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Lauren Hawkins

TEDCRED 50+

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From ivory tower to prison cell: How can we bring conservation efforts to the public?

Conservation and other environmental movements have long been viewed as the initiatives of a select group of people. Rare, an international conservation group, seeks to change conservation policy by turning it into a movement that derives support from the public. As there website states, “conservationists must become as skilled in social change as in science; as committed to community-based solutions as national and international policy making.”

How can this be accomplished? The Sustainable Prisons Project in Washington State offers a novel approach to Rare’s mission. This project, a partnership between The Evergreen State College and Washington State Department of Corrections, allows inmates across Washington to participate in environmental education, sustainable practices, and science research projects. Learn more about this program at http://blogs.evergreen.edu/sustainableprisons/stories/prisons-with-nature/.

Creative conservation initiatives like the Sustainable Prisons Project help both the conservation movement and the participants of the program. How can we expand this project to other parts of the global community in order to fully bring conservation to the forefront of political and social discussions?

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    Jun 7 2012: I'm a big believer in the ideal that knowledge is power. That being said, I think bringing conservation efforts to the public needs to start at a young age, perhaps elementary school. Because the way humans are changing the environment is an issue that does and will affect each and every one of us, educating children about the importance of the environment and what they can do to help will certainly make sure everyone is informed. Thus, the more people that are informed, the more people that will go on to take action.
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      Jun 7 2012: I completely agree with you. The best way to inspire someone to act throughout their life time is to educate them at an early age in ways that are both fun and informative. It is important that the subject be continued until the end of high school in order to reinforce its significance and the need for change in human action.
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        Jun 7 2012: Yeah, that's a good idea also. Not to mention the fact that by the time I have kids in high school, the issues won't be quite the same as they are now. Things are almost certainly going to be just a little to a lot worse, and thus we need all the informed, concerned, and motivated young people we can get to help the generation after them.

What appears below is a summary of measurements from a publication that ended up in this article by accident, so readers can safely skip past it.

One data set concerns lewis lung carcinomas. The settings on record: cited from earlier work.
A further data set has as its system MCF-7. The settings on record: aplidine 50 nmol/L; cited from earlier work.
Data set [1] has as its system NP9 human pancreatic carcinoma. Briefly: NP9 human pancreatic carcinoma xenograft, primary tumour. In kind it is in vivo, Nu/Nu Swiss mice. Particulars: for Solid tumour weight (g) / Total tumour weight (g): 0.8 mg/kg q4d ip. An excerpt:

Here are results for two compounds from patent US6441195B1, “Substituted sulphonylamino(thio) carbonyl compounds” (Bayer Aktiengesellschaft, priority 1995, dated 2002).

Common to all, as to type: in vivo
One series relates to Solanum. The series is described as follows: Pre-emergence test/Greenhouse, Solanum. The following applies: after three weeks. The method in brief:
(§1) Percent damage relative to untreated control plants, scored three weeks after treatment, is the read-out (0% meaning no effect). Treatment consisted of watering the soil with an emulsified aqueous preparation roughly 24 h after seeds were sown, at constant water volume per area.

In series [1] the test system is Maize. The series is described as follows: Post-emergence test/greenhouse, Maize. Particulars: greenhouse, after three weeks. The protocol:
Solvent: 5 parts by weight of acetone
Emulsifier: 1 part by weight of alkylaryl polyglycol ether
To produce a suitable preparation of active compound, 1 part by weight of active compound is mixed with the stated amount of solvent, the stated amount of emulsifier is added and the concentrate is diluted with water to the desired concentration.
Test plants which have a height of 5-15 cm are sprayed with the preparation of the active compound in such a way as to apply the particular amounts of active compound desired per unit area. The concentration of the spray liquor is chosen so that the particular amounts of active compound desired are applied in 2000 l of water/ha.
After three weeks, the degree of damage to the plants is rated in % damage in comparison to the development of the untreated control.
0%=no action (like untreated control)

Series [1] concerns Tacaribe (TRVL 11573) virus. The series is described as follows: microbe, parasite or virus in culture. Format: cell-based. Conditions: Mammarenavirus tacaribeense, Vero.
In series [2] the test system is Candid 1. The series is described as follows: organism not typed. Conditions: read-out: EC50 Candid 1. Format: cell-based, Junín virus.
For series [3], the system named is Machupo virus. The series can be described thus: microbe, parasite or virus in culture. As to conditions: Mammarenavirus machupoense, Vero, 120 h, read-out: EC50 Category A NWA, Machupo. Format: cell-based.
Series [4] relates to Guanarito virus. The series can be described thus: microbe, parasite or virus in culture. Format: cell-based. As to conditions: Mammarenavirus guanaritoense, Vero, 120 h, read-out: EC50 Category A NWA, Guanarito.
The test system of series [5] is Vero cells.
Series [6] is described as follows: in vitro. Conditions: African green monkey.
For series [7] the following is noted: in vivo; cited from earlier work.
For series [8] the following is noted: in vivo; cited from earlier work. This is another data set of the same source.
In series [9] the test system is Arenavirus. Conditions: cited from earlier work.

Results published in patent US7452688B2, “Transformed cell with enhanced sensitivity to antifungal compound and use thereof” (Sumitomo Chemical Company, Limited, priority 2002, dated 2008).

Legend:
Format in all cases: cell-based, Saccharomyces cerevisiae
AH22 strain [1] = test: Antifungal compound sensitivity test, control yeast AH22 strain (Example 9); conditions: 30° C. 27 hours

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        Jun 8 2012: This is a good idea. I also think that we need to focus more on educating people on conservation problems but that it is also possible to fix. I think that as of today people tend to hear all of this bad stuff that's going on and their initial thought is that there is nothing that can be done to make it better. This is a big obstacle that needs to be overcome.
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        Jun 8 2012: I think it's more important to try to change the way children think of society. If they have a more sustainable lifestyle it will be much easier to teach them in highschool about how to save the environment. People can learn about environmental conservation all they want, but if they do not live the changes they learn all hope is lost.
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      Jun 8 2012: Your idea is great and has already been incorporated into elementary curriculum. My internship this term consisted of going to elementary schools in Lane county and teaching classes about how to be more sustainable in terms of energy use and how each energy worked. The kids were all very informed on the issues and eager to learn more about them. Not to mention that the schools themselves have made a huge push towards being more sustainable in any way they can.

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